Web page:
Saturday, January 13, 2007

Success begets success

One of the things young writers learn early on in a writing career is that success opens doors and offers new opportunities. For example, shortly after the success of Christmas at the Juniper Tavern on public television (it went on to win a cable ACE award), I got two commissions that were great gigs even though neither made it to screen. Both were from co-producers of Juniper Tavern. From the TV station, I was commissioned to write a teleplay based on the life of Oregon's maverick senator Wayne Morse. By the time I finished this, the administration at the station had changed and the new guys weren't interested. Decades later this became the one-man drama American Gadfly: the story of Wayne Morse (original teleplay). From a co-producer I was commissioned to write a screenplay based on the classic of world literature, Man's Fate, which sizzled after the producer realized he, in fact, did not have rights to the novel, which he thought he had secured. So even though neither script made it to screen, each was a great experience for me, each put money in my pocket, and each increased my confidence.

Sometimes "success begets success" becomes ridiculous. Once I was a regular contributor to Northwest Magazine, the editor accepted virtually everything I sent him. I sold a lot of "opinion" articles that are rather like my blog entries today. I remember a writer friend once asking me, "How the hell do you get them to publish that stuff?" Well, the editor's assumption, I'm sure, was that my byline was the attraction. Whether right or wrong, he apparently thought so. Most of these contributions are trifles, though I continued to do good work for them on a less frequent basis. But it got to the point that something came up, I needed a bit of money, and I dashed off something for the magazine.

As an editor, both at the business magazine and a journal I edited called Sweet Reason, I've gone after work from writers who wrote for me before or whose work I knew and admired. I do this now at the review. The current issue features two full-length plays by OyamO and an interview. He didn't send them. I asked for them. He sent me five plays and I chose two. We did the interview by email. I've admired his work since the 80s. I wanted him in the journal. Through the net, I tracked him down to the University of Michigan and emailed my request.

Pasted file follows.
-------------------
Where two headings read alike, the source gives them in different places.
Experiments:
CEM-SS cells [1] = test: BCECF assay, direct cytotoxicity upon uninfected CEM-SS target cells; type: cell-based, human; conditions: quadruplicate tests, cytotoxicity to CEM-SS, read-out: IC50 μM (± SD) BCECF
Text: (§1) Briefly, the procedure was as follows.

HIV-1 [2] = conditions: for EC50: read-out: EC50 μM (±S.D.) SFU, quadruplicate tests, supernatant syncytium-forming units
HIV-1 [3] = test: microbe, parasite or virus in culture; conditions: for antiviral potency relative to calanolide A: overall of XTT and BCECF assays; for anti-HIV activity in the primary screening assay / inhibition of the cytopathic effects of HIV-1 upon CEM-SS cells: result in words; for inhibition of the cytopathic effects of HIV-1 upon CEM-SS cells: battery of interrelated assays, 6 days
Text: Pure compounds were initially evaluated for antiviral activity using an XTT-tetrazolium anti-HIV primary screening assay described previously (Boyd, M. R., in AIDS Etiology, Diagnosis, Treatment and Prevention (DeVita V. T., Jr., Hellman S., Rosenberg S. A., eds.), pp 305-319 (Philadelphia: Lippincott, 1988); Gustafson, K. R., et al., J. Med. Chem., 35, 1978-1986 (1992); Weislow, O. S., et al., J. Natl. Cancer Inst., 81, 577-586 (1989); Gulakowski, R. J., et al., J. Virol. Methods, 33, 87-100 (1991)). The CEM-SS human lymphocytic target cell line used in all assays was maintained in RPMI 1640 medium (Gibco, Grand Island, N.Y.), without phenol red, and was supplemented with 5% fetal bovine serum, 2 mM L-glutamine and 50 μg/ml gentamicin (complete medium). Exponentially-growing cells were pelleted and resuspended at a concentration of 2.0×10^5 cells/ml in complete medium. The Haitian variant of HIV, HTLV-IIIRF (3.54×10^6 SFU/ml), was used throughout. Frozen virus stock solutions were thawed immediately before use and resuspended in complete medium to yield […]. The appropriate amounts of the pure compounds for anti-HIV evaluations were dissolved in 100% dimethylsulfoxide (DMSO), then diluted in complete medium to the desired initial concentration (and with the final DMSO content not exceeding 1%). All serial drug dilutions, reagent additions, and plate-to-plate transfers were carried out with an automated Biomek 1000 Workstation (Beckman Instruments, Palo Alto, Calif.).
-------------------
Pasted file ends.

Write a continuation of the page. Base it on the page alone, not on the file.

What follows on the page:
Success begets success. What's also interesting, however, is that the cycle of success ends. Maybe there's a changing of the editorial guard, a change in the tastes of pop culture, a new direction for the writer -- any number of things can change the practical landscape for a writer. For me, my playwriting career changed dramatically for the worse, at least regionally, after a theater did a retrospective of my work. "Charles Deemer's Oregon" was like a wake. My screenwriting career took a turn for the worse when my most enthusiastic agent went to another company and couldn't take me. My short story career halted when I simply stopped writing them, at precisely the time I was getting national recognition for them.

Ebb and flow. Doors open and close. You learn to roll with the punches.

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